Dual use

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Dual-Use (also dual use ; English dual-use ; German  dual-use capability ) describes the basic usability of goods for civil as well as military purposes. This includes in particular goods from the field of sensitive electronics, telecommunications, IT technology, but also data processing programs (software) or other technologies (construction plans, etc.). The term, borrowed from English , is mainly used in export control and in connection with the proliferation of weapons of mass destruction .

Dual-use goods are also all goods "that can be used for non-explosive purposes as well as for any form of support in the manufacture of nuclear weapons or other nuclear explosive devices." According to Article 2, Paragraph 1 of the EU dual-use goods -Regulation. Colloquially, the FAZ described "Dual Use" as "research that is carried out for the benefit of mankind, but which in the wrong hands can lead to catastrophe."

Dual use good

Dual-use goods are goods (including software and technology) that have been manufactured for a civil purpose, but can also be used for military purposes due to their properties (e.g. material properties or performance). International control regimes such as the Nuclear Suppliers Group , the Australian Group , the Missile Technology Control Regime (MTCR) and the Wassenaar Agreement keep lists of these goods regularly updated. These lists are adopted in supranational (Europe) or national lists. The latter are partially supplemented by national entries.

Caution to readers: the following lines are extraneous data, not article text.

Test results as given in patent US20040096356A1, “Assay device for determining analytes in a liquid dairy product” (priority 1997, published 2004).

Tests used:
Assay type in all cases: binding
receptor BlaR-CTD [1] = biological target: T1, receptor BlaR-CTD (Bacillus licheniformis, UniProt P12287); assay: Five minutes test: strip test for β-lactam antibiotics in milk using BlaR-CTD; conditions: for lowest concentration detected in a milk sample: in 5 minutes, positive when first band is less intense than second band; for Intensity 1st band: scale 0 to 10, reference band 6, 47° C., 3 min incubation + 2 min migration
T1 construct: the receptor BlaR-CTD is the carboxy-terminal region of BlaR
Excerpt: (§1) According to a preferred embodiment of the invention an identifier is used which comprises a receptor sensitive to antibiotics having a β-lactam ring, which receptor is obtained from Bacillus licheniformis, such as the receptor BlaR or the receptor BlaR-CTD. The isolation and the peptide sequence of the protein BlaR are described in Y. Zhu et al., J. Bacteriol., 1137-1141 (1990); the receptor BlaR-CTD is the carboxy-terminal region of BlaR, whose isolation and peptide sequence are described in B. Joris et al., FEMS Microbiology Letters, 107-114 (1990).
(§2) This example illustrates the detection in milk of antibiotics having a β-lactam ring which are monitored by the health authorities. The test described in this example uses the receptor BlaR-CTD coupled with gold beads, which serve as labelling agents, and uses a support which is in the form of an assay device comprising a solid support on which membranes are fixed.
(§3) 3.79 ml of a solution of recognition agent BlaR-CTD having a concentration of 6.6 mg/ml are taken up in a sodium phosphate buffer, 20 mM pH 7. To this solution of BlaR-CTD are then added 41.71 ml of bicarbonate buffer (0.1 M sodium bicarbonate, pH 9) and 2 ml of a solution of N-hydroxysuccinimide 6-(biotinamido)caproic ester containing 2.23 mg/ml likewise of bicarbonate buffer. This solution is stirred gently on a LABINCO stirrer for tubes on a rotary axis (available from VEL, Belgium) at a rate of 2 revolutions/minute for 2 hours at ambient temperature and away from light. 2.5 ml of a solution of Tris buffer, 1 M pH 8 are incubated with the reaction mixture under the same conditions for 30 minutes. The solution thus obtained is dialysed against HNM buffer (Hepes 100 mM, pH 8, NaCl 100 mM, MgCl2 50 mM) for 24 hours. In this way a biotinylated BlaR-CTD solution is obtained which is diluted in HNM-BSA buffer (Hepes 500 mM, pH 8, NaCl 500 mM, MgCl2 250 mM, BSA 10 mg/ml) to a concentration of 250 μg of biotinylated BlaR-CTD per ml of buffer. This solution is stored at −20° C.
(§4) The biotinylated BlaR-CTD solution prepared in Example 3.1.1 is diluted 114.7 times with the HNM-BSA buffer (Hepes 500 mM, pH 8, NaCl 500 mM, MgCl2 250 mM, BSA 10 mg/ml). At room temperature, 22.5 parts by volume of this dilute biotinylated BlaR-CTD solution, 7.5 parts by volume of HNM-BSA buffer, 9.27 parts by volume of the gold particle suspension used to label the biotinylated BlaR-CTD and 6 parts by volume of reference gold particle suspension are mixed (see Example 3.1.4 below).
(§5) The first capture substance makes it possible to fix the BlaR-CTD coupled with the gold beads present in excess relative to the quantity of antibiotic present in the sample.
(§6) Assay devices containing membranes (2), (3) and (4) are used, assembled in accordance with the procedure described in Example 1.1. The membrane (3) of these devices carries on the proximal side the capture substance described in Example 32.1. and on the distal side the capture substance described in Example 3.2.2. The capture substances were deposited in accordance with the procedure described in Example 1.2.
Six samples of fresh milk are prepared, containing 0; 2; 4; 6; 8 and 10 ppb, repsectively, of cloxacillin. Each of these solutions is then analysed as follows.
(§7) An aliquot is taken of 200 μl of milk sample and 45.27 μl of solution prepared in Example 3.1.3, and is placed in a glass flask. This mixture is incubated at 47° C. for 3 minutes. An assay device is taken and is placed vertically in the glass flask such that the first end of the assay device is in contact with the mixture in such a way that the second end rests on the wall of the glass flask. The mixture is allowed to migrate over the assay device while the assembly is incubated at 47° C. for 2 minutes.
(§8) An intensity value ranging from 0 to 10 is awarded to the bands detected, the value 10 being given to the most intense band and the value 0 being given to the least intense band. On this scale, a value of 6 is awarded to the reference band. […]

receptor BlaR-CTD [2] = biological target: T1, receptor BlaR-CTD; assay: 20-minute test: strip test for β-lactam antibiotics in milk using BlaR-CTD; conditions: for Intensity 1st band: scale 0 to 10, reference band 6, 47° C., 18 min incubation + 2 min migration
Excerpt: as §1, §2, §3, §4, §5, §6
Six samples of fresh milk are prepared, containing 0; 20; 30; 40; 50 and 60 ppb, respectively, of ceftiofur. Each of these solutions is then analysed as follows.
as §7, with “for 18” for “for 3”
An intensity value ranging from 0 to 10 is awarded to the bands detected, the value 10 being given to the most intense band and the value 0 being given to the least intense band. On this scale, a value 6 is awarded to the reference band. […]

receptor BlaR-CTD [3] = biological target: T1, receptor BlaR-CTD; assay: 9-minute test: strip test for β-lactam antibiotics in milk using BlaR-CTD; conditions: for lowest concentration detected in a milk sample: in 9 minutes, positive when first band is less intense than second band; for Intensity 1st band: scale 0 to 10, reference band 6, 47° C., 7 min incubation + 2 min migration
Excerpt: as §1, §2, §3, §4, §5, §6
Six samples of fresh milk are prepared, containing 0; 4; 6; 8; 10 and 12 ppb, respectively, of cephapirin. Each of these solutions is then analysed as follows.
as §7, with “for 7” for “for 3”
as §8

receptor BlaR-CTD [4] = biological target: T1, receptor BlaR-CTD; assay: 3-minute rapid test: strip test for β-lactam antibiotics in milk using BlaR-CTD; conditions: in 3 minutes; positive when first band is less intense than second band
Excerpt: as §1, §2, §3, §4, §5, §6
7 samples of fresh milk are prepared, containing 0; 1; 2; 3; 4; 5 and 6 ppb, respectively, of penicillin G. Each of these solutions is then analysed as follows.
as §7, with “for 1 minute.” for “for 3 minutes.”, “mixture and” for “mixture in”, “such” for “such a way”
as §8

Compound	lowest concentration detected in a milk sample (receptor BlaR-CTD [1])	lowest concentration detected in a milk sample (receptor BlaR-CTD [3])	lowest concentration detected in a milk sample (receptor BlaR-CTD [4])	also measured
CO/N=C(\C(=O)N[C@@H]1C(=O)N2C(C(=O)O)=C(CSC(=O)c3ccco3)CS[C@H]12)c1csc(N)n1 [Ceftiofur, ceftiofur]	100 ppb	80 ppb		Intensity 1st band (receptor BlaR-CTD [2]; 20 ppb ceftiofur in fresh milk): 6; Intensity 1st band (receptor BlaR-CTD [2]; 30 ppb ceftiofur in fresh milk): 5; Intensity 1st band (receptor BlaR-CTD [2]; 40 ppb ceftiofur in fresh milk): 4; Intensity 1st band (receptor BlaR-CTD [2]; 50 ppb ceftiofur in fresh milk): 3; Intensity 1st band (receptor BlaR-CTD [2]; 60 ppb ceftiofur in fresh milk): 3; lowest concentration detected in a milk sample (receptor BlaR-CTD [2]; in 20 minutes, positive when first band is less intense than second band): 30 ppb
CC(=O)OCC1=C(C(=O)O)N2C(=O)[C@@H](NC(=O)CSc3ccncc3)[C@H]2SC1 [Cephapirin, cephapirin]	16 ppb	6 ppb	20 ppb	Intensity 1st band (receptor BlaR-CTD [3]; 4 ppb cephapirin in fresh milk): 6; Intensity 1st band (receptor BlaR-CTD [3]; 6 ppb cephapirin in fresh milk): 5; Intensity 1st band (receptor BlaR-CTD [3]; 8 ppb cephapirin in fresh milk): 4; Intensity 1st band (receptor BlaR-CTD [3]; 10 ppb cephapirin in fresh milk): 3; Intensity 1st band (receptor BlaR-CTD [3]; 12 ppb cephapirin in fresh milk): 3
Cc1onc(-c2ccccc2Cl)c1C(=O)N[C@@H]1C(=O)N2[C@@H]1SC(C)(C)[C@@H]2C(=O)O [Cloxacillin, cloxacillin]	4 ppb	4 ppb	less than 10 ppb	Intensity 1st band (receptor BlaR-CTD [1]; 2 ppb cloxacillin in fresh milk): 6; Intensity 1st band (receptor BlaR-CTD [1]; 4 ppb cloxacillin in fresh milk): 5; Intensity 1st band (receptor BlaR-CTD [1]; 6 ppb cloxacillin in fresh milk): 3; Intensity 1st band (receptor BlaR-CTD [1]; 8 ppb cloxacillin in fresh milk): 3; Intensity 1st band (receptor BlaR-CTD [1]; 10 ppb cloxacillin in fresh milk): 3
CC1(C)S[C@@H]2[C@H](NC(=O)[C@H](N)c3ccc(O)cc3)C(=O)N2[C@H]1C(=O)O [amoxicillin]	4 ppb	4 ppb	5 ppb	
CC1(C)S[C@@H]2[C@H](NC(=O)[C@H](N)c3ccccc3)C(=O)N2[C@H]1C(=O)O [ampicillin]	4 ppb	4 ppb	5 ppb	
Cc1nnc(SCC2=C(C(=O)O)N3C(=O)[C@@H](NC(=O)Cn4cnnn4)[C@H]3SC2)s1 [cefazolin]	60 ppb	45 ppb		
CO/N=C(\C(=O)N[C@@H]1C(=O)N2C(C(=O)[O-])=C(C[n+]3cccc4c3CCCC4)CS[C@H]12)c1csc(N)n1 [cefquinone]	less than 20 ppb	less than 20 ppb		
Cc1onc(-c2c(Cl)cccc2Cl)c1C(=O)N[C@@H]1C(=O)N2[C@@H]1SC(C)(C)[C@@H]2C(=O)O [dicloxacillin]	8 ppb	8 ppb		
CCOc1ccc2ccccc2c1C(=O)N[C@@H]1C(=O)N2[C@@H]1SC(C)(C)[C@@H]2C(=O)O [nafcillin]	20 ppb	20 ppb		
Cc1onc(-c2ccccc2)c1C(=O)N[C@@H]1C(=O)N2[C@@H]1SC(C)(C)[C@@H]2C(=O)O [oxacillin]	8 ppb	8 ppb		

All dual-use goods that are listed in the (inter) national goods lists are subject to export controls in the respective country, i. H. With a few exceptions, the export of a listed item requires the approval of the competent authority. The relevant licensing authorities reserve the right to prohibit the export of these dual-use goods in cases of ambiguous use of the goods to be exported. For example, the export of high-speed centrifuge systems , which on the one hand can be used in medicine and pharmacology , on the other hand can also be used to enrich uranium for the production of atomic bombs ( see Iran's atomic program ), can be prohibited by the competent authority if the only civil use cannot be clearly identified.

In Germany, the Federal Office for Economics and Export Control (BAFA, the former Federal Office for Commercial Export ) in Eschborn / Taunus is responsible for issuing export permits.

All internationally regulated dual-use goods are listed in Appendix I of Regulation (EC) No. 428/2009 ( Dual-Use Regulation ). Germany has implemented this Annex I, expanded by some national positions, into German law with Section B of the Export List (Annex to the Foreign Trade Ordinance, AWV).

Switzerland is also a member of all four control regimes and regulates state control measures in the “Federal Act on the Control of Goods that can be Used for Civil and Military Use and Special Military Goods (Goods Control Act, GKG)”. The State Secretariat for Economic Affairs ( SECO ) with the Directorate for Foreign Trade is responsible within the Federal Department of Economic Affairs (FDEA) .